HomeRoast Digest

Topic: A little OT. A Hi all. Newbie (6 msgs / 135 lines)
1) From: Diablo
Hi, my name is Leo.  I'm enjoying the education I'm getting from exposure to
you all.  So glad I found this wealth of knowledge.
Have to start with a HUGE thanks to Tom and Maria.  Eyes have been so opened by
them, their kindness and willingness to share information.  
Took some of last weeks esspresso roast from Sweet Maria's to a local shop and
fanagled them to make me an Americano.  Was very late at the shop so I tried to
make it easy to get a cup of good coffe out of them(they had dumped out what
they were selling at the counter already, I guess I kinda timed it that way:). 
They ground the beans in a small grinder, I watched them so closely the entire
way.  She even showed me the beatiful crema atop the shot when it was done. 
What a wonderful aroma(I'll learn cupping and all the terms real soon, I want
to be so picky).  WAS THE BEST CUP OF COFFEE I EVER HAD.  Even let the barista
taste it, her eyes popped out of her head and a little head nod like holy moly.
 She told me one time about how a bag they buy for coffee had mold in it.  You
can only imagine how old it may have been.  
Now, who snobs starschmucks, ME.  Learning so much on coffee and enjoying
reading all the comentary here.  My coffe today from them is way crappy, bitter
and burned, and dare I say not fresh.  If I had to compare it to the Americano
I had last night anyhow.  And that was an Americano, not a coffee so you can
only imagine.  
Will start my own roasting soon and hope to be half as astute as Tom and Maria
and you all here someday.  Plan on starting with a popper.  Should I just get a
french press?  Drip brew good enough?  Who's dripper do you all prefer?  I
think french is the way to go.  Starting be so impatient about this all.  Going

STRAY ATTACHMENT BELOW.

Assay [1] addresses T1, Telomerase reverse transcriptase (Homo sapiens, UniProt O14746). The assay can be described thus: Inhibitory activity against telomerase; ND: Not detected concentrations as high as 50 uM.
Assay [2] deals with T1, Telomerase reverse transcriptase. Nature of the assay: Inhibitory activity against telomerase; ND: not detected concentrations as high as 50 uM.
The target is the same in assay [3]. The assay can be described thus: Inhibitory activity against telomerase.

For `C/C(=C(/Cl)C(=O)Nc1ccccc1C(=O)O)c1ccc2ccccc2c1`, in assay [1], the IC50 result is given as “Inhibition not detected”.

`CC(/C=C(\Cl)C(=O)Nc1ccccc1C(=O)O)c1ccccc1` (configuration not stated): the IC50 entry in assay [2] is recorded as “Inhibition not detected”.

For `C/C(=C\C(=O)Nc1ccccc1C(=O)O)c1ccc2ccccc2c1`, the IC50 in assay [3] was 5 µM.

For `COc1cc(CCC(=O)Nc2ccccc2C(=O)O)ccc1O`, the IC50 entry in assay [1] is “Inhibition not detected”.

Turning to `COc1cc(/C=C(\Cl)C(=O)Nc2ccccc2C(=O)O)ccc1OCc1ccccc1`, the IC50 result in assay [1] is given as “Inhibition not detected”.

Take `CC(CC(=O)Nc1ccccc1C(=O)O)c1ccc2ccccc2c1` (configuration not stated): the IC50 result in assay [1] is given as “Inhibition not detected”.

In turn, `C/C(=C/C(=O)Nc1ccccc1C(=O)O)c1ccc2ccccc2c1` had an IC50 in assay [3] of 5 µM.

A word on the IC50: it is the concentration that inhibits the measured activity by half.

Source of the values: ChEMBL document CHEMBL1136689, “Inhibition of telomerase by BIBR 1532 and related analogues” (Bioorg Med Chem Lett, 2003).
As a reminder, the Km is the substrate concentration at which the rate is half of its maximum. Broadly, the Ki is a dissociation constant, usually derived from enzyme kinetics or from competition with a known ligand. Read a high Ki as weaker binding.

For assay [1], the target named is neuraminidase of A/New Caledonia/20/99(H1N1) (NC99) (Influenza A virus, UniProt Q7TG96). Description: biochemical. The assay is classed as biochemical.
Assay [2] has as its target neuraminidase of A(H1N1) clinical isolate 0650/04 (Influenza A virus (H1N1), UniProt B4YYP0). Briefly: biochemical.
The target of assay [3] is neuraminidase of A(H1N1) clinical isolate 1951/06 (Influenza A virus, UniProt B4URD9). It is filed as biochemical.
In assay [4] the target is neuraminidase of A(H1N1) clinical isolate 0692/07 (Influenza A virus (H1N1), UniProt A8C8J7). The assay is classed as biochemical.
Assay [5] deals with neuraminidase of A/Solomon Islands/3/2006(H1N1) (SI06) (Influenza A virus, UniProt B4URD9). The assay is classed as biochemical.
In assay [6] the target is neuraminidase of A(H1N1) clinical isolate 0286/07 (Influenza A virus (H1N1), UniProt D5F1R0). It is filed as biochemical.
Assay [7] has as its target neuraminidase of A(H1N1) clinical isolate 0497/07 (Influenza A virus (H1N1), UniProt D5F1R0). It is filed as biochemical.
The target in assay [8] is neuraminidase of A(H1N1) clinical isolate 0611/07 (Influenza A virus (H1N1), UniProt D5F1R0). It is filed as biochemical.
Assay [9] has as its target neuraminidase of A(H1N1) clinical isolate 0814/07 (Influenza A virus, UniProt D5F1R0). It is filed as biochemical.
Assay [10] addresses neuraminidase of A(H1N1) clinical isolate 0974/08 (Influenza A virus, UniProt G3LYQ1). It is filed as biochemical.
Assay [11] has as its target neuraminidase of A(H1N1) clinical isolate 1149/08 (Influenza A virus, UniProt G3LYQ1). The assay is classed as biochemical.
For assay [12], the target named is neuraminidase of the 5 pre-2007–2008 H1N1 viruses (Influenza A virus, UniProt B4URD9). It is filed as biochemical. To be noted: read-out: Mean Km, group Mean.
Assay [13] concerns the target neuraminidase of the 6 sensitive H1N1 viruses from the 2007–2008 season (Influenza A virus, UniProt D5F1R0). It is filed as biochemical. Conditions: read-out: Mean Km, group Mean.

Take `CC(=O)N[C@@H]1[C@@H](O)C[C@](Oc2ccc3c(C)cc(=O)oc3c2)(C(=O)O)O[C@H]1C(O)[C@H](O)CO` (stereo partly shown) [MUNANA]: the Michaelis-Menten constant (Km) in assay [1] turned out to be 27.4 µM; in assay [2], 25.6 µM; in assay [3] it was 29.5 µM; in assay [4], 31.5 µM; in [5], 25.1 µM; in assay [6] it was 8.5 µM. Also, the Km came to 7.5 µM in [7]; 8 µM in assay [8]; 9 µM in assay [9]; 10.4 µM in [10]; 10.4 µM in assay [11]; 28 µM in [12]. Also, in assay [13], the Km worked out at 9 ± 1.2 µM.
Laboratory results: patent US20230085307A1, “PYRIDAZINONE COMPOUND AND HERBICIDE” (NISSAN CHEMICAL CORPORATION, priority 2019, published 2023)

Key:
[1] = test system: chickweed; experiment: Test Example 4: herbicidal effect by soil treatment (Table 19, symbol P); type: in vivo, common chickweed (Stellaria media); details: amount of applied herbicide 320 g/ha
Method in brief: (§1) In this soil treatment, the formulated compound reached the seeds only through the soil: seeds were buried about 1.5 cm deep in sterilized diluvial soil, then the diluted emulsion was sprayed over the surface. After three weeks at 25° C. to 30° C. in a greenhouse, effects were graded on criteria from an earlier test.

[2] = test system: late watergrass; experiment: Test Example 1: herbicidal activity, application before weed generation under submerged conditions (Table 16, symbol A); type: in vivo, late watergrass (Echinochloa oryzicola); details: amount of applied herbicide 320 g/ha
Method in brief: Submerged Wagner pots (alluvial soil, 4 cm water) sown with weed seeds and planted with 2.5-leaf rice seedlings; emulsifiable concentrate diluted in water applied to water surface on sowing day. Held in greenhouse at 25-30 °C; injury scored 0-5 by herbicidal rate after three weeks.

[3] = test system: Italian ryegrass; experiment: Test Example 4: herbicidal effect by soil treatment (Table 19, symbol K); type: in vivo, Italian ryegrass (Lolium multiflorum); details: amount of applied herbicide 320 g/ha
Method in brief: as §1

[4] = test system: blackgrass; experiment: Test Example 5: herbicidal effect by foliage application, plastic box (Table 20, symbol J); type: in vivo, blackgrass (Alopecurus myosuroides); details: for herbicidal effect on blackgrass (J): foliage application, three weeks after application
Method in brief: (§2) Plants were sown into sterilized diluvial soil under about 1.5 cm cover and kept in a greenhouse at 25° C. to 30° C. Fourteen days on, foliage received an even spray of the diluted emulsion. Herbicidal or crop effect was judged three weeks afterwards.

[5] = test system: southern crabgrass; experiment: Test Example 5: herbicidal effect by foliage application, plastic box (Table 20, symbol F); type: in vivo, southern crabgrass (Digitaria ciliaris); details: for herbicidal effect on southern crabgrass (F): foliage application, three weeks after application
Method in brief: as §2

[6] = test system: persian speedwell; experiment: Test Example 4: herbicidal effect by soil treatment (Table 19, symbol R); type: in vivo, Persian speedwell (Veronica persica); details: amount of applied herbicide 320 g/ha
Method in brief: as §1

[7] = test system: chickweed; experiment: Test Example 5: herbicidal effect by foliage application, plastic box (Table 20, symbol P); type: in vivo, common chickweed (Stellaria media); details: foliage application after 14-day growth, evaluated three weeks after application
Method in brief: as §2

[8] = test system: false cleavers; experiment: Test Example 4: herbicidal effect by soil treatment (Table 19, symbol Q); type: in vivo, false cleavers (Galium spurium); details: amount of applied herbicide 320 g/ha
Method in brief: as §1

to a thrift shop to look for a popper soon as I have time.  Gone to alaska
tomorrow night so I won't be able to start anything for a while.  
Happy Holiday's, 
(diablo is an old nickname from a race track, just a mean driver:)

2) From:
Hi Leo:
Welcome. Where are you anyway?
Got espresso from Tom and no roaster yet! OK.
How do you normally brew/cook your coffee at home?

3) From: Sandy Andina
Welcome, Leo.  It is heady indeed to be able to declare your  
independence from the Mermaid, the Moose and those coffee-burners  
from S.F.  Speaking of the latter, I was in a Peet's last week (I was  
out shopping and needed a fix) for a macchiato and looked at the  
"Reserve Offerings" board--Jamaica Blue Mt. is going for forty bucks  
per HALF pound there. I began giggling until I realized people were  
staring at me. But now I checked the SM site and tried to order  
more:  it's GONE!!! Oh, well, it's only temporary. Might as well  
enjoy the half-lb. or so I have left.
On Nov 29, 2005, at 11:55 AM, Diablo wrote:

4) From: Diablo
At home? uhhhhhhhhhh, well pretty much I'm a mooch at the moment.  I take my
stuff to other places and share my stuff in trade for using their hospitality
and equipment.  I'm welcome obviously:)  California, CenCal for those who
--- badabingbadabean wrote:

5) From: Diablo
I totally can't wait to get started and am so looking forward to being able to
pick apart locations and depth's of flavors and the like.  Soon, I will be like
you.  Hmmmmmmm, going away from one group/heard in favor of another:)  I'd say
far superior group by far, usually smaller groups are superior as well huh.  :)
--- Sandy Andina  wrote:

6) From: Scot Murphy
On Nov 29, 2005, at 11:55 AM, Diablo wrote:
Congratulations on your most excellent Americano! At home, a french  
press is, for my money, the best intro to excellent coffee. Later you  
can try out variations like the Chemex, Melitta pour-over, and vacuum  
pots, but the french press will extract the most flavor from your  
coffee. (That means more bitters and sediment, too, which you won't  
get so much with the aforementioned alternatives.) As far as drip  
pots go, the Technivorm and Presto Scandinavian get good reviews in  
coffee circles. Didn't the KitchenAid get some good comments, too?  
And as far as poppers go, look for an original Poppery, though you  
can probably do well with the Poppery II. But once you get started,  
you don't go back. Within a year, we expect you to have a StirCrazy/ 
TurboOven roaster or a drum on your backyard barbecue. It's all good  
from here.
Scot "don't disappoint us, now" Murphy
"Nothing is more dangerous than a dogmatic worldview--nothing more  
constraining, more blinding to innovation, more destructive of  
openness to novelty."
             --Stephen Jay Gould (1941-2002)

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